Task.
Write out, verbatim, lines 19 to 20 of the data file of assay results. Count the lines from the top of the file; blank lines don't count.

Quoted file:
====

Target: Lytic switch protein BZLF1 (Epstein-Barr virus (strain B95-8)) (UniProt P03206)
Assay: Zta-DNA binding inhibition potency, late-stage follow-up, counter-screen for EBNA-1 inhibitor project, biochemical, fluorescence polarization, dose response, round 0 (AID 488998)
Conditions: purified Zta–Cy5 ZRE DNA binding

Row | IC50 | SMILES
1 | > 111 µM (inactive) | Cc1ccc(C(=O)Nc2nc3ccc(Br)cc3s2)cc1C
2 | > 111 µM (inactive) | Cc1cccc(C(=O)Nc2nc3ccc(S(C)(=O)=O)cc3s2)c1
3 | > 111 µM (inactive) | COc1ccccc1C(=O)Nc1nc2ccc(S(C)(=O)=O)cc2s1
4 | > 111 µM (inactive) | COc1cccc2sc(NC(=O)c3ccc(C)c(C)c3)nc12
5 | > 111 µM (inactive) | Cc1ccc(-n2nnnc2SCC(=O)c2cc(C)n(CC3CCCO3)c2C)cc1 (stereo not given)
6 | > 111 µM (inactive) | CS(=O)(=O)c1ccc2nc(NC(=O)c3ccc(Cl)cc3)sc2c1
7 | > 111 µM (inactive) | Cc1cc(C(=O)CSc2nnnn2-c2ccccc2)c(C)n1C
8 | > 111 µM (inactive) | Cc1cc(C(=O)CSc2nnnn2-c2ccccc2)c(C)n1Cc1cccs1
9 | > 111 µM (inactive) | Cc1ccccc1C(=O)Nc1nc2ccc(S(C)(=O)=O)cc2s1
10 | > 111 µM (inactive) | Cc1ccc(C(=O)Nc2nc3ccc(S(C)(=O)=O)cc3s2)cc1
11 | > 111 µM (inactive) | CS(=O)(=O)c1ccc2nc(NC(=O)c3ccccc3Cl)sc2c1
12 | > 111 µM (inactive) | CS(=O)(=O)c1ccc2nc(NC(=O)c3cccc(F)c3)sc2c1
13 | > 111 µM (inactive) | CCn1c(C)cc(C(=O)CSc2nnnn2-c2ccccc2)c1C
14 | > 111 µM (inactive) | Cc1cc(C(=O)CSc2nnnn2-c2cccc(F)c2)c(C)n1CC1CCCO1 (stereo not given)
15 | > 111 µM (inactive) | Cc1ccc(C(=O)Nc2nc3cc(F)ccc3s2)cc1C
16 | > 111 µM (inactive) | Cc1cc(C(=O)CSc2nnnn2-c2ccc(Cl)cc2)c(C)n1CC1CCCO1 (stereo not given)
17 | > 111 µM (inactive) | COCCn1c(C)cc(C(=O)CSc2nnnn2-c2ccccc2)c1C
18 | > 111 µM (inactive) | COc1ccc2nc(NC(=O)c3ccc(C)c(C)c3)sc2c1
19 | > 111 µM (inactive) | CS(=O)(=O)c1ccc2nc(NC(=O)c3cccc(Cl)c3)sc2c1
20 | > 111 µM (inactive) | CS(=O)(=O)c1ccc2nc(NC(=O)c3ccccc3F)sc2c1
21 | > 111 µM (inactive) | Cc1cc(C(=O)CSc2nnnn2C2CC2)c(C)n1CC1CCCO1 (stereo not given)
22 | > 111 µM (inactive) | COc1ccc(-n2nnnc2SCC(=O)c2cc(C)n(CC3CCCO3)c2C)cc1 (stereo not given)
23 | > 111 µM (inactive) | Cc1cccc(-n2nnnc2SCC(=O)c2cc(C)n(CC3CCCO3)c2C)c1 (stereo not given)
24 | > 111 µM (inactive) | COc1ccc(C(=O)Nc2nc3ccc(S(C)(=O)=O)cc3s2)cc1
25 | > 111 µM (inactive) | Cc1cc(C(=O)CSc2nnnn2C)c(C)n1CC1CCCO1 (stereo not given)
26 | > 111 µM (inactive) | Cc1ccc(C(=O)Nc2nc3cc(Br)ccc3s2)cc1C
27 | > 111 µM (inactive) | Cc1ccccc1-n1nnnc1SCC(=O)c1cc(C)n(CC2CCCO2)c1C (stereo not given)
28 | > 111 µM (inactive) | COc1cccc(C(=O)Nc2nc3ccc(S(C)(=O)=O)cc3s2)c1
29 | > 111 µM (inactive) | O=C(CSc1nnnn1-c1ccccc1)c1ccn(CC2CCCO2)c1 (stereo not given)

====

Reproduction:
15 | > 111 µM (inactive) | Cc1ccc(C(=O)Nc2nc3cc(F)ccc3s2)cc1C
16 | > 111 µM (inactive) | Cc1cc(C(=O)CSc2nnnn2-c2ccc(Cl)cc2)c(C)n1CC1CCCO1 (stereo not given)